Roderick MacFarquhar, a leading expert on the Cultural Revolution, prepared a brief essay for this project on the turmoil of this period and its aftermath.

As Mao explained in his essay, "On New Deomcracy," China's revolution had always been about culture: "For many years we Communists have struggled for a cultural revolution as well as for a political and economic revolution."
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1972  Normalization

In the waning years of the Cultural Revolution, an ailing Mao achieved the last great political move of his career, normalizing relations with the United States.

Mao had initially appealed to the United States before the Communist victory in the Civil War, but had been ignored by fiercely anti-Communist members of the U.S. State Department.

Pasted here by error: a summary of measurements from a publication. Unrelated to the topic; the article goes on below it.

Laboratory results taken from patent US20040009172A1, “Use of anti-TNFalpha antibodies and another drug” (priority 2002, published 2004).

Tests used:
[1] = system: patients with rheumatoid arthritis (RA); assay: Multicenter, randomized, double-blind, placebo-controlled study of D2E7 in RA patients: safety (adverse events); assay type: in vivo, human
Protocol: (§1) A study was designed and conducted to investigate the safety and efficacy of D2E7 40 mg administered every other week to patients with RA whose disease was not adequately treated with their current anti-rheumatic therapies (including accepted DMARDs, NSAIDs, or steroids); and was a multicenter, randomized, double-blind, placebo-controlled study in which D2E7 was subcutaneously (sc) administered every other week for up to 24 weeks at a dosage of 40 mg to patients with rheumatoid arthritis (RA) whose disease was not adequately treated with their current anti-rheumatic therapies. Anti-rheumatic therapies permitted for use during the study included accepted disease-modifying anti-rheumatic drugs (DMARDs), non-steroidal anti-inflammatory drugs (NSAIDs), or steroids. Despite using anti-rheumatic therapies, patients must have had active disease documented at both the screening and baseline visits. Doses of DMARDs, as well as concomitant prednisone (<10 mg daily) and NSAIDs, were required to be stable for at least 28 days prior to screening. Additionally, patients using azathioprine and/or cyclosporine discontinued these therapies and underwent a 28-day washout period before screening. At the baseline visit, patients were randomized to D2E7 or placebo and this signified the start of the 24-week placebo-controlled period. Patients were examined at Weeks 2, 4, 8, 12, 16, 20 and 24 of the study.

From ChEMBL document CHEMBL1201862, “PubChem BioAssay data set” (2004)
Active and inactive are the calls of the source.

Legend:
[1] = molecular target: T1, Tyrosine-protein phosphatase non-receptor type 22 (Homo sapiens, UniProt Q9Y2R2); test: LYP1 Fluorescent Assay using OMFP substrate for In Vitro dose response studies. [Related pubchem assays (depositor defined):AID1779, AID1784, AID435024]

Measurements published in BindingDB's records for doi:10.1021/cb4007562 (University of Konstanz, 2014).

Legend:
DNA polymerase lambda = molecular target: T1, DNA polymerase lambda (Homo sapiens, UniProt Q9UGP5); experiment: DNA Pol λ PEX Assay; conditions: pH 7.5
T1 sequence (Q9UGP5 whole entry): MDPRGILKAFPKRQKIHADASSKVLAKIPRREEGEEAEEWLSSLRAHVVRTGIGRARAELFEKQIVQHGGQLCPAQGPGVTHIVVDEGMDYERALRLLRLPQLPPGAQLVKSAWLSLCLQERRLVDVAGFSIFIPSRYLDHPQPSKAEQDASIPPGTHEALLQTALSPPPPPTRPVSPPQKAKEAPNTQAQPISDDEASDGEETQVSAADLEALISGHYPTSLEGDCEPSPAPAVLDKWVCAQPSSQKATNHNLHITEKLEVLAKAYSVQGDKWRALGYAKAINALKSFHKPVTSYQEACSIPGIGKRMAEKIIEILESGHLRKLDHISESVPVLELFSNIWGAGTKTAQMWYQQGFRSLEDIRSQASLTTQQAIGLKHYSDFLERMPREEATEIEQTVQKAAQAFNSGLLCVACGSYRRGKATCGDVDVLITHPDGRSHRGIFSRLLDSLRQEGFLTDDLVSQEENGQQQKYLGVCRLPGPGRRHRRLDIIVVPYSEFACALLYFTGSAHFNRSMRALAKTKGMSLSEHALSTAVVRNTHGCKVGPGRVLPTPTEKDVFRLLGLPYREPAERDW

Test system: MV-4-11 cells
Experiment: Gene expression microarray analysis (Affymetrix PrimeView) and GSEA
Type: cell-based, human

Mao waited 26 more years, but in 1972 met with Nixon in Beijing to announce formal ties between the two countries. Mao’s last act finally put China back on the map politically and economically.

1976  Mao’s Legacy

Mao died in 1976, his preserved remains placed on view in a marble tomb at the center of Tiananmen Square, where they remain today.

As China’s leader, Mao left behind a devastating record of turmoil and death. The country he turned over to his successors was desperate for change.

In the end, Mao's willingness to do whatever was necessary to get where he wanted to go bequeathed to Deng a country that, while traumatized, had come far closer to escaping the draft of its four thousand years of tradition than at any time since the May Fourth Movement.